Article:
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Virus Without Borders: Chapter Forty-Six


The Human Voice


There's no doubt in my mind that I have found out how to begin (at 40) to say something in my own voice and that interests me… I feel I can go ahead without praise.  –Virginia Woolf


She sang as if she was saving the life of every person in the room. –Ann  Patchett, "Bel Canto"



In the midst of the pandemic, I started listening to opera, whereas in the beginning of the pandemic, back in March, I preferred mellow instrumental jazz. Though I grew up steeped in opera in a Viennese refugee household, I have always preferred pop, rock & roll, folk music and jazz. My mother's Saturday afternoons were spent listening to the Metropolitan Opera on WQXR, libretto on her lap. She did not sing along, but I could sometimes hear a thrumming in her chest. Was that her heart? Or the melody of her youth?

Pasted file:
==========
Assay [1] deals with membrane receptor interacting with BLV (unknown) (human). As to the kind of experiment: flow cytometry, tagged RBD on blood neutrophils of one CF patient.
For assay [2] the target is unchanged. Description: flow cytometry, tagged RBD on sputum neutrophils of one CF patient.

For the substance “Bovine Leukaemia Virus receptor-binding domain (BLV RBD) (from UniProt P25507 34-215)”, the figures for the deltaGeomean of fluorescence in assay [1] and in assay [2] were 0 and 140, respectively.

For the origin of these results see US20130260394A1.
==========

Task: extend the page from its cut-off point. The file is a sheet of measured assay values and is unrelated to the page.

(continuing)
My parents had a subscription to the MET for evening performances and I occasionally went with my mother, even on a school night, if my stepfather was busy or wanted to stay home and read the paper. Was this coercion, obligation, or a gift? From the vantage of my maturity, I'd say it was a gift. The soaring voices, disciplined but transcendent, is what I remember when an opera is over. 


In the silence that descended on us as the pandemic began, like many others, I fell into the vortex of social media, constant phone conversations, and ultimately, Zoom, but I missed the voices of my friends and family close up, in my ear, floating on the air in invisible waves. Who would have ever thought that these soundings could be dangerous, releasing droplets into the air and into us? Mandated masks soon muffled us, as they will for a while longer.